Propane Vs. Oil Heating Comparison

Updated March 23, 2017

Propane and oil come from nonrenewable fossil fuels that take millions of years to form. Although propane and heating oil are not the most used heating fuels, they remain the most viable option in several parts of the country. Choosing between propane and heating oil can have a significant effect on home heating bills and the environment.


Propane has no natural colour or odour and does not naturally occur in nature, but as a byproduct of the production of natural gas, reports the U.S. Department of Energy. Producers store propane as a liquid, which then turns into gas when released. Heating oil is a petroleum product distilled from crude oil and delivered by pipelines or tankers, according to the U.S. Energy Information Administration.


Propane does not have much widespread use in the United States, accounting for only about 2 per cent of energy production, reports the U.S. Department of Energy. On the other hand, about 13 per cent of all U.S. households use heating oil as their main source of heat, with the Northeast states using the most heating oil, reports the U.S. Energy Information Administration.


Propane and heating oil are very efficient fuels, but propane edges out heating oil at 95 per cent efficiency in burners versus 85 per cent for heating oil, claims Home Construction Improvement. The price for a gallon of each fuel can vary widely depending on the region of the country, but propane tends to cost about 25 per cent less than heating oil. In 2009, heating oil averaged £2.60 per gallon, while propane averaged £1.90 per gallon.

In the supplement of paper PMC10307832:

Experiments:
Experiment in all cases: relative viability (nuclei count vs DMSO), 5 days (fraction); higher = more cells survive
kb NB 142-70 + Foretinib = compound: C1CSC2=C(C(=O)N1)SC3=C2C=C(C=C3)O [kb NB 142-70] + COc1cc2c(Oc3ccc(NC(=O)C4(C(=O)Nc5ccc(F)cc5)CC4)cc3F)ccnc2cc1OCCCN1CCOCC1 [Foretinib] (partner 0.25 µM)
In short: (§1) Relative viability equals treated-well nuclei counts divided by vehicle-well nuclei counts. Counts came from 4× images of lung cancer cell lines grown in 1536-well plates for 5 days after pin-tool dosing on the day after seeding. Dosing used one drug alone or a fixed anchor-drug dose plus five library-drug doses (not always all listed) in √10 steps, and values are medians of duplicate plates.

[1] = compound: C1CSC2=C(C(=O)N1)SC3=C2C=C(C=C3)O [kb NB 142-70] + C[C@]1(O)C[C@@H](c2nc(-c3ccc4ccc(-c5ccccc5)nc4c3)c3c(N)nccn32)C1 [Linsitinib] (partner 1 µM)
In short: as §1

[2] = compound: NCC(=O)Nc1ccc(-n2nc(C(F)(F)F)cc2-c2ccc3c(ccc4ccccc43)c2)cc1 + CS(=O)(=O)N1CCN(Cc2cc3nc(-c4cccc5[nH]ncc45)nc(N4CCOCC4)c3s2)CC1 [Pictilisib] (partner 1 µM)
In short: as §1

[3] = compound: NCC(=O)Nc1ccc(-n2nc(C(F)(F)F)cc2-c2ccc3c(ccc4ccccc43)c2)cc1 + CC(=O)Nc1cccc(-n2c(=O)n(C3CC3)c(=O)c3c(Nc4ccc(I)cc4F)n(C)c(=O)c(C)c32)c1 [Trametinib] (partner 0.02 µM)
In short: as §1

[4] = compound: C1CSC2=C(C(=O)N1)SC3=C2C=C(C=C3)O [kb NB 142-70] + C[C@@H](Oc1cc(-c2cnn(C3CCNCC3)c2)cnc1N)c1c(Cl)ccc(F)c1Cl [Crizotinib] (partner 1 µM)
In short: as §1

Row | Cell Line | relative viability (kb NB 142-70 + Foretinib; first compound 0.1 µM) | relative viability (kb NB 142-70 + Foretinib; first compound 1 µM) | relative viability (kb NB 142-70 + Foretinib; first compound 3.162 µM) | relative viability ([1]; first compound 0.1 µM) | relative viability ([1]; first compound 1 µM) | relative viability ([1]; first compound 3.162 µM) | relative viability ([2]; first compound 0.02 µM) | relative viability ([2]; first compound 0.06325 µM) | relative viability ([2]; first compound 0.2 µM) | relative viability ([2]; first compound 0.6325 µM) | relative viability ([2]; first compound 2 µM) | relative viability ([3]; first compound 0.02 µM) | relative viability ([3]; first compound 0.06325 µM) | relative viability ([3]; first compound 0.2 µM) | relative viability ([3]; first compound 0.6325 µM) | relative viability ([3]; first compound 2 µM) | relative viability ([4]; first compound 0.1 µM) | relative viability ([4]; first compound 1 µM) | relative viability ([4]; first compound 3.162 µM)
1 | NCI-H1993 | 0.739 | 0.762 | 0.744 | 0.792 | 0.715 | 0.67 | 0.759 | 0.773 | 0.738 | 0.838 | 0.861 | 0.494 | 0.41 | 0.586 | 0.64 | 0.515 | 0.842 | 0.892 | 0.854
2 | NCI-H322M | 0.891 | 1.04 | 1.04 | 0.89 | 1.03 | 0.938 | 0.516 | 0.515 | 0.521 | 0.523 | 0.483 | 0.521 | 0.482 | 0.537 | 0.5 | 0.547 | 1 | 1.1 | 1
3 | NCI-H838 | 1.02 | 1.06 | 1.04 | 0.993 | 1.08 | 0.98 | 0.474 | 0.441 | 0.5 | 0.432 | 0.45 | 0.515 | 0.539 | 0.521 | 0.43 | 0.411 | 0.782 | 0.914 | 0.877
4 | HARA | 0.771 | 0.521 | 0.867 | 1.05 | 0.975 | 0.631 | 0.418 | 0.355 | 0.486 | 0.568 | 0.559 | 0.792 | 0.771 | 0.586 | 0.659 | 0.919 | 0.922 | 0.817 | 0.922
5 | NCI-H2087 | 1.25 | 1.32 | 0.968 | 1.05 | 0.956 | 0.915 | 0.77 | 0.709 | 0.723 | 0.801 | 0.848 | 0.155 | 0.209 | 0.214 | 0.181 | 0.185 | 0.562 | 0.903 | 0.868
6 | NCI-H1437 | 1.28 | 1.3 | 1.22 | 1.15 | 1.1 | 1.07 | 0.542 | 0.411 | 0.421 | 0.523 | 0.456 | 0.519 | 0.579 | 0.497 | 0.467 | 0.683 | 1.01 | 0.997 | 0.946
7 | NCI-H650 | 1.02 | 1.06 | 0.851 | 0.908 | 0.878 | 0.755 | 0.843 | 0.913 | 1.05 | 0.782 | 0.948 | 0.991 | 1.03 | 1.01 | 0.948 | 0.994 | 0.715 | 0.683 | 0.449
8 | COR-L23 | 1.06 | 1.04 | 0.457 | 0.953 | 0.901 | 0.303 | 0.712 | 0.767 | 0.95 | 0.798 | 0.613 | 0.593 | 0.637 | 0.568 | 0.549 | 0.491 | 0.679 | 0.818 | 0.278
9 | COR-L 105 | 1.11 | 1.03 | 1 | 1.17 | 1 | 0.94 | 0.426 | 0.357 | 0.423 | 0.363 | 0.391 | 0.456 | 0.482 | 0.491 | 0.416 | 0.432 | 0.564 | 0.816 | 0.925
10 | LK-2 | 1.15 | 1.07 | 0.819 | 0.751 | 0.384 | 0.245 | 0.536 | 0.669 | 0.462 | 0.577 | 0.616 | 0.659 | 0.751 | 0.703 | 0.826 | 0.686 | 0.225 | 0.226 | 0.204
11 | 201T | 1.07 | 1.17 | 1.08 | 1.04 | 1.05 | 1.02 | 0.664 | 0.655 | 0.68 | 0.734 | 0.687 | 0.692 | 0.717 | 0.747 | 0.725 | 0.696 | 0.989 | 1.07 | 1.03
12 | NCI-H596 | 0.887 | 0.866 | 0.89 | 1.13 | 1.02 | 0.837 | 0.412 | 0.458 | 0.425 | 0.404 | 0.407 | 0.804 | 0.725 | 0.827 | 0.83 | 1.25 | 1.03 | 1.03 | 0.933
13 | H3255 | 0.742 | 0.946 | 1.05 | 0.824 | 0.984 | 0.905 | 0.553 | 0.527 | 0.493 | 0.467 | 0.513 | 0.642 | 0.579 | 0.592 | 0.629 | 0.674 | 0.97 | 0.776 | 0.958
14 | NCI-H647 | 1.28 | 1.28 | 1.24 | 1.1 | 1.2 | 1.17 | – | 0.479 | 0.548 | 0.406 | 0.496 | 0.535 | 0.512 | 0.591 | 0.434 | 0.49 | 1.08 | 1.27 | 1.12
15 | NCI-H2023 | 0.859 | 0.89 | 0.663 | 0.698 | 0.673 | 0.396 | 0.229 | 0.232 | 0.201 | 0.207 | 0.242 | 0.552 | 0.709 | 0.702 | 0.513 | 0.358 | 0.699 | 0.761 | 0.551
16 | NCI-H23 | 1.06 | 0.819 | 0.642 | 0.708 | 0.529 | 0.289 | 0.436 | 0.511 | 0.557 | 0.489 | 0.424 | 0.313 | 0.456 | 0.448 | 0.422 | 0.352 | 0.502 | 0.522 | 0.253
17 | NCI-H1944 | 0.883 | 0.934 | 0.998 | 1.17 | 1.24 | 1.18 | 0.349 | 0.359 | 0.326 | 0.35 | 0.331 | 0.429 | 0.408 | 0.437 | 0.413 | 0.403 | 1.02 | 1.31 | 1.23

Propane and heating oil prices generally follow the price of crude oil, but heating oil has several other factors that affect price. Most heating oil tanks do not have a large enough capacity to hold all of the fuel a house needs for winter, according to the U.S. EIA. This means that prices can spike frequently as homeowners purchase more fuel every couple of weeks.

In addition, refineries need to produce other petroleum products like gas in order to make more heating oil. During winter months where people use less gas, producers simply cannot sell enough other petroleum products to justify an increase in heating oil production.


Propane is one of the cleanest burning heating fuels around and produces almost no toxins, other than small amounts of carbon monoxide that still need venting, reports the U.S. EIA. Heating oil produces particulate matter and toxins that require heavy ventilation.

On the other hand, oil burners and heating oil are much more common in some areas of the country. Although newer houses are switching to natural gasses such as propane, older homes still contain oil burners. Switching to propane would likely require purchasing a new heating system.

Cite this Article A tool to create a citation to reference this article Cite this Article

About the Author

Russell Huebsch has written freelance articles covering a range of topics from basketball to politics in print and online publications. He graduated from Baylor University in 2009 with a Bachelor of Arts degree in political science.